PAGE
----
19 Nov 2013. "Terrace Male". The satellite collar of the “Terrace Male” (Xpl-68) came back online yesterday afternoon. During the past four days he moved 175 km (see Xpl-68). Xpl-68 was located at sunset in the Hoanib River east of Amp’s Poort. During the night he was immobilised and his faulty satellite collar was replaced with a new satellite collar that should last for two years. The new Land Cruiser with all the additional equipment is proving to be a great asset to the Project.
18 Nov 2013. Floodplain Pride. The three young males recovered from the darting and joined the rest of the group by 22h00. They then moved 22 km during the latter part of the night and met-up with Xpl-10 at the Sawarugab River. The tracks of an adult male lion (possibly Xpl-86) were followed moving in the direction of the Mudorib River.
17 Nov 2013. "Three Musketeers". The satellite collar of the “Terrace Male” (Xpl-68) is currently offline and it was not possible to locate him with the conventional VHF radio telemetry. At sunset the “Five Musketeers” were lying in an ideal location and the three remaining males were immobilised and fitted with their satellite collars. This was the first darting with the new Land Cruiser. The functionality of the vehicle with all its additional equipment was outstanding. The Desert Lion Project would like to thank Namsov Community Trust, Koos Theron of Swakop Body Works, Bernd Kebbel of Off-road Center and all the sponsors for producing such a practical and well-designed field vehicle.
16 Nov 2013. UAV. The “Five Musketeers” and two lionesses were located north of the Hoanib Floodplain. A remote controlled copter that was donated by Eckhard Waldschmidt is being developed to assist with the radio tracking and location of radio-collared lions (photos: bottom row).
15 Nov 2013. First Lion. The new Land Cruiser became bogged-down in thick sand north of the Hoanib River (photo: top left). Two lionesses of the Floodplain Pride were observed on a ridge. They were inquisitive of the new vehicle and it will probably take some time for them to get used to it. The “Terrace Male” (Xpl-68) is moving southwards towards the Hoanib Floodplain.
14 Nov 2013. New Land Cruiser. The new Land Cruiser, sponsored by Namsov, is on its maiden journey into the desert. The vehicle is performing well thus far, as efforts are underway to locate Xpl-73 “Rosh” and the “Terrace Male” (Xpl-68).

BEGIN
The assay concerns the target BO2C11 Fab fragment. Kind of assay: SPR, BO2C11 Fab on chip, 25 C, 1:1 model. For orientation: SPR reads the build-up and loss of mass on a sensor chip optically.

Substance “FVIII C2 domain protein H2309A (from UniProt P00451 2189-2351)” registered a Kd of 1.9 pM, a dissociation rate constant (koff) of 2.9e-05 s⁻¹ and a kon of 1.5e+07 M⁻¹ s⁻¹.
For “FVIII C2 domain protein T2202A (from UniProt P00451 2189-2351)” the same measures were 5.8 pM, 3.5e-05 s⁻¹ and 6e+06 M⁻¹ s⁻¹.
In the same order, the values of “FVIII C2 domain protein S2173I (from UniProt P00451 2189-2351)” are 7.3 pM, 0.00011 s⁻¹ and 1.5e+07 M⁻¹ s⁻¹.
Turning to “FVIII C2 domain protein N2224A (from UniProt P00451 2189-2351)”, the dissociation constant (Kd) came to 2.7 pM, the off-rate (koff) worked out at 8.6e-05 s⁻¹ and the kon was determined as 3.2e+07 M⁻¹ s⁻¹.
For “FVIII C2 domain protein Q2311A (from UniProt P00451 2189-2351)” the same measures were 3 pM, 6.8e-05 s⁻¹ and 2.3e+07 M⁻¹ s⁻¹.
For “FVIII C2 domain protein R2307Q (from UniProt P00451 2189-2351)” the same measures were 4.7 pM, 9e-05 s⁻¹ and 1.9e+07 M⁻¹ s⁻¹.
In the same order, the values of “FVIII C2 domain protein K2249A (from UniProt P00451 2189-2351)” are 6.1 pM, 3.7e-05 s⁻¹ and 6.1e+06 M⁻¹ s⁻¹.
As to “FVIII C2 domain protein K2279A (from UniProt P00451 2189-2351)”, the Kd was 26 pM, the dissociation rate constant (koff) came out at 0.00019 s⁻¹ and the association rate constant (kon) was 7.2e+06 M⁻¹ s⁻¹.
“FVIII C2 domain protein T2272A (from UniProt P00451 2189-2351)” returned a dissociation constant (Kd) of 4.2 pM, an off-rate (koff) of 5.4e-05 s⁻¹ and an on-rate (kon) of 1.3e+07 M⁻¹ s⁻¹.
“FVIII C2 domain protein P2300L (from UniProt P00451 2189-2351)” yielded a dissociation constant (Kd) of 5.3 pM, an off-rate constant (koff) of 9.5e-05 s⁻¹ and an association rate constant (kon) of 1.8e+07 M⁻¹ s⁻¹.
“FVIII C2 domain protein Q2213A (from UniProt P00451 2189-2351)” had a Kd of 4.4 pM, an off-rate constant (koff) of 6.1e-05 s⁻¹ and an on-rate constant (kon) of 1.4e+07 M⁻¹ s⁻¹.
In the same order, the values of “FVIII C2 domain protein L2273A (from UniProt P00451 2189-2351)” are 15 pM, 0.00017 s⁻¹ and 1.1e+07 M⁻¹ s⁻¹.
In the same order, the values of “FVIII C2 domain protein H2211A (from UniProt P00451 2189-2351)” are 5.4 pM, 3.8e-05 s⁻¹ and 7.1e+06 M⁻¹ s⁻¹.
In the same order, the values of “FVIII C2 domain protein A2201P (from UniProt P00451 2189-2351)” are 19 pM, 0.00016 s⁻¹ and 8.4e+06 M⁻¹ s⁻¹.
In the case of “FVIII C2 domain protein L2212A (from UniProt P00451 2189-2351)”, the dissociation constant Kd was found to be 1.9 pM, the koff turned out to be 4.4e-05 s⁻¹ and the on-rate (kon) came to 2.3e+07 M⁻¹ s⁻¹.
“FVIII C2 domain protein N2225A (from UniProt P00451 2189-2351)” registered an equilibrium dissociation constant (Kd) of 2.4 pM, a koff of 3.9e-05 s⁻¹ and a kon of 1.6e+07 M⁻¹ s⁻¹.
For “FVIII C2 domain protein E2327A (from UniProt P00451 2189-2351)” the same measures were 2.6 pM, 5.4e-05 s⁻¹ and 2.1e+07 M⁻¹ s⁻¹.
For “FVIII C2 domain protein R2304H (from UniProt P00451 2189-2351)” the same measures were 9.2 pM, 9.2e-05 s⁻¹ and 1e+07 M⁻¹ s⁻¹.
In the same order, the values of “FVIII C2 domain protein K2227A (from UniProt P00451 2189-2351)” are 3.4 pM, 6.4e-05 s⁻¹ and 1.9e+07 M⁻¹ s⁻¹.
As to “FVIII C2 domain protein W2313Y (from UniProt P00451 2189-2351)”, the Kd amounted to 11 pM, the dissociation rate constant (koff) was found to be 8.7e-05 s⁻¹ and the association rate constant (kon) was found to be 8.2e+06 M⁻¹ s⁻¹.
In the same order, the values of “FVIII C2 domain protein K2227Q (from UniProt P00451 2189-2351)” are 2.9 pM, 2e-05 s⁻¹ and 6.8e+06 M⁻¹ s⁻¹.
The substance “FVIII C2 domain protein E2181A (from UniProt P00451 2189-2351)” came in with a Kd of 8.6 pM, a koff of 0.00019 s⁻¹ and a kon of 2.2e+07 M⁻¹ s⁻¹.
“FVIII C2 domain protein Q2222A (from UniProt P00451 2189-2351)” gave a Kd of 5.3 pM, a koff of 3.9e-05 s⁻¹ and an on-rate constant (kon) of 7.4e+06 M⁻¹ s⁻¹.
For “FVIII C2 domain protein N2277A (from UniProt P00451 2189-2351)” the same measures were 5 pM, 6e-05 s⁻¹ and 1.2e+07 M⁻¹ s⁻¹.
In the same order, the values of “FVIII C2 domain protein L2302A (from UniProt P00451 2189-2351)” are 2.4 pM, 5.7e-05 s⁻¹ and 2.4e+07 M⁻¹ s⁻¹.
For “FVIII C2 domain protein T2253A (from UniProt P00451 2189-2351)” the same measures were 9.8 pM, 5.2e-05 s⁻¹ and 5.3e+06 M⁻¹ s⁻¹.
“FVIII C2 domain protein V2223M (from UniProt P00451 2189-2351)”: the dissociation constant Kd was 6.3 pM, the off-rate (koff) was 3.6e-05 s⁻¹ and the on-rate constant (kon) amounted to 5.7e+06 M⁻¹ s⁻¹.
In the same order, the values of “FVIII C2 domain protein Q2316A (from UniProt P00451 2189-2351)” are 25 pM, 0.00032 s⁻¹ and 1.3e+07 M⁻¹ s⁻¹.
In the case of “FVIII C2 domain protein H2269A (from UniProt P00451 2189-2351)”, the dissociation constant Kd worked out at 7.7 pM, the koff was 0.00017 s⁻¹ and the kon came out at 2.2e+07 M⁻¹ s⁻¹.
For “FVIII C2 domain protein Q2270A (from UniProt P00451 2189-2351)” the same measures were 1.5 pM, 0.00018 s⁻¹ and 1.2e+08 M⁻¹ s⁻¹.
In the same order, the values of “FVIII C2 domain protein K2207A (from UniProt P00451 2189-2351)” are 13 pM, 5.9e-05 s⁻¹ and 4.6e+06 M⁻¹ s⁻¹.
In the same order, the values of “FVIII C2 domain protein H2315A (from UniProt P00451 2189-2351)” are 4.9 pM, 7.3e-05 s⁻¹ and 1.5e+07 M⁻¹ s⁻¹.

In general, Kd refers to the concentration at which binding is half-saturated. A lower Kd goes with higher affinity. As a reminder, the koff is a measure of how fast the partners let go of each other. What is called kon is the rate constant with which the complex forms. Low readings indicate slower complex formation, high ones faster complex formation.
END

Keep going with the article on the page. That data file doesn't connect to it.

13 Nov 2013. NAMSOV. Namsov Fishing Enterprises sponsored a new research vehicle for the Desert Lion Project. A brand new Land Cruiser (4000 VV Ti) was purchased by the Namsov Community Trust and modified by Swakop Body Works to suit the needs of the Desert Lion Project. The vehicle was then sent to Off-Road Centre in Windhoek where it was modified further. Numerous Namibian sponsors contributed to this process - a detailed breakdown of the support and donations will be presented during the next few days. The new Land Cruiser was completed late this afternoon (see photos below).
The “Terrace Male” (Xpl-68) has moved into an area inhabited by Himba communities and livestock. This is a dangerous area for Xpl-68 because of the potential conflict with the local communities and their livestock – the Hoaruseb lionesses were poisoned here in July 2011. Efforts are currently underway to monitor the activities of Xpl-68 with the new Land Cruiser.
11 Nov 2013. Proudly Namibian. During the past few months there has been a marked increase in support and funding to the Desert Lion Project from within Namibia. With these developments the Desert Lion Project has now reach a noteworthy distinction that the Project is funded and supported predominantly from within Namibia. The funds and support received from abroad remains important and valued, but the fact that Namibians have become involved in the conservation of their desert-adapted lions is a significant development. Details of the support will follow during the next few days. The “Terrace Male” (Xpl-68) spent two days at Sarusas spring and started moving up-river along the Khumib River last night. Fieldwork will resume on 13 Nov 2013 when attention will be focussed on Xpl-73 “Rosh” and replacing the satellite collar of Xpl-68.
Visitor Map. Summary of visitors to the Desert Lion website since 15 Jan 2013.